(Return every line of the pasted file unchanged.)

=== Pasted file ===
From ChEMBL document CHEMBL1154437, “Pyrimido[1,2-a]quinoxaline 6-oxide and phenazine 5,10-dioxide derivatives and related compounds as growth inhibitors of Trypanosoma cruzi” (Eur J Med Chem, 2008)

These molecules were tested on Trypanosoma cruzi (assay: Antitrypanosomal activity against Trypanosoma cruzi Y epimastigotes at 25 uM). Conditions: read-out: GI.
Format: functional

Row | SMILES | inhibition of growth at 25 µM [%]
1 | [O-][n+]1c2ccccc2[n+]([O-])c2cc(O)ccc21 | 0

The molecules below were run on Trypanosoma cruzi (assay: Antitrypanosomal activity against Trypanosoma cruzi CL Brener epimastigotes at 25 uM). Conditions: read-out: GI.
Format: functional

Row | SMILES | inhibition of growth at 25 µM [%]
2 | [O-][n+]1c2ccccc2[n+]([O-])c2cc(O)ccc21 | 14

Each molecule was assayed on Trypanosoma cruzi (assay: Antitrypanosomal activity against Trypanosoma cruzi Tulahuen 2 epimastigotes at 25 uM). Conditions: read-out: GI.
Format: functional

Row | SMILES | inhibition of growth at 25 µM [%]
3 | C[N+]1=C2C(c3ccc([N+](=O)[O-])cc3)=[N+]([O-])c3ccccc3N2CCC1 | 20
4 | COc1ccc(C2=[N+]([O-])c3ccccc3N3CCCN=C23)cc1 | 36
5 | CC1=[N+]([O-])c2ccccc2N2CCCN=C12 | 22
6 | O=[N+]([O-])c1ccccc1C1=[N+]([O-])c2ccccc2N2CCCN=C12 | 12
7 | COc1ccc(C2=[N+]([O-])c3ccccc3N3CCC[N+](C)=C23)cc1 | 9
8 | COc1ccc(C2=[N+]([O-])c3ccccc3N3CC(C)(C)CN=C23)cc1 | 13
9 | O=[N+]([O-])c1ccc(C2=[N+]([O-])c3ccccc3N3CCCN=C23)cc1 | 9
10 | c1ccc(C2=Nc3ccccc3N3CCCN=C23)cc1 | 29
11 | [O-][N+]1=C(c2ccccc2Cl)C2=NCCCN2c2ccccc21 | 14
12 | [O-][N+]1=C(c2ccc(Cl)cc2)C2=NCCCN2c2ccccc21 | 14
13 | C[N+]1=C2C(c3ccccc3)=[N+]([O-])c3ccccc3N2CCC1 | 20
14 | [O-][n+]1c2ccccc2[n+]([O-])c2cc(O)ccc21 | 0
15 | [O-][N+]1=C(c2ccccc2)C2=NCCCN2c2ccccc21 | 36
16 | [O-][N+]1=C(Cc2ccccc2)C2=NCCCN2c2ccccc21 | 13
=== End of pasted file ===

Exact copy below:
From ChEMBL document CHEMBL1154437, “Pyrimido[1,2-a]quinoxaline 6-oxide and phenazine 5,10-dioxide derivatives and related compounds as growth inhibitors of Trypanosoma cruzi” (Eur J Med Chem, 2008)

These molecules were tested on Trypanosoma cruzi (assay: Antitrypanosomal activity against Trypanosoma cruzi Y epimastigotes at 25 uM). Conditions: read-out: GI.
Format: functional

Row | SMILES | inhibition of growth at 25 µM [%]
1 | [O-][n+]1c2ccccc2[n+]([O-])c2cc(O)ccc21 | 0

The molecules below were run on Trypanosoma cruzi (assay: Antitrypanosomal activity against Trypanosoma cruzi CL Brener epimastigotes at 25 uM). Conditions: read-out: GI.
Format: functional

Row | SMILES | inhibition of growth at 25 µM [%]
2 | [O-][n+]1c2ccccc2[n+]([O-])c2cc(O)ccc21 | 14

Each molecule was assayed on Trypanosoma cruzi (assay: Antitrypanosomal activity against Trypanosoma cruzi Tulahuen 2 epimastigotes at 25 uM). Conditions: read-out: GI.
Format: functional

Row | SMILES | inhibition of growth at 25 µM [%]
3 | C[N+]1=C2C(c3ccc([N+](=O)[O-])cc3)=[N+]([O-])c3ccccc3N2CCC1 | 20
4 | COc1ccc(C2=[N+]([O-])c3ccccc3N3CCCN=C23)cc1 | 36
5 | CC1=[N+]([O-])c2ccccc2N2CCCN=C12 | 22
6 | O=[N+]([O-])c1ccccc1C1=[N+]([O-])c2ccccc2N2CCCN=C12 | 12
7 | COc1ccc(C2=[N+]([O-])c3ccccc3N3CCC[N+](C)=C23)cc1 | 9
8 | COc1ccc(C2=[N+]([O-])c3ccccc3N3CC(C)(C)CN=C23)cc1 | 13
9 | O=[N+]([O-])c1ccc(C2=[N+]([O-])c3ccccc3N3CCCN=C23)cc1 | 9
10 | c1ccc(C2=Nc3ccccc3N3CCCN=C23)cc1 | 29
11 | [O-][N+]1=C(c2ccccc2Cl)C2=NCCCN2c2ccccc21 | 14
12 | [O-][N+]1=C(c2ccc(Cl)cc2)C2=NCCCN2c2ccccc21 | 14
13 | C[N+]1=C2C(c3ccccc3)=[N+]([O-])c3ccccc3N2CCC1 | 20
14 | [O-][n+]1c2ccccc2[n+]([O-])c2cc(O)ccc21 | 0
15 | [O-][N+]1=C(c2ccccc2)C2=NCCCN2c2ccccc21 | 36
16 | [O-][N+]1=C(Cc2ccccc2)C2=NCCCN2c2ccccc21 | 13